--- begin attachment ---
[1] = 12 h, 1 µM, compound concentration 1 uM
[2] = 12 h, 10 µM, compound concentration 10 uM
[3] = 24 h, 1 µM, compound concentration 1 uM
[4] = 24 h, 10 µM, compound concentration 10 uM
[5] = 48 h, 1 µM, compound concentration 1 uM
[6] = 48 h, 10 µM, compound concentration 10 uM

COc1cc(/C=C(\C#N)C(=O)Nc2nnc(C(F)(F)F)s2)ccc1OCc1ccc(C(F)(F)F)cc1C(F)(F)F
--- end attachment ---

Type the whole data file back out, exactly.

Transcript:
[1] = 12 h, 1 µM, compound concentration 1 uM
[2] = 12 h, 10 µM, compound concentration 10 uM
[3] = 24 h, 1 µM, compound concentration 1 uM
[4] = 24 h, 10 µM, compound concentration 10 uM
[5] = 48 h, 1 µM, compound concentration 1 uM
[6] = 48 h, 10 µM, compound concentration 10 uM

COc1cc(/C=C(\C#N)C(=O)Nc2nnc(C(F)(F)F)s2)ccc1OCc1ccc(C(F)(F)F)cc1C(F)(F)F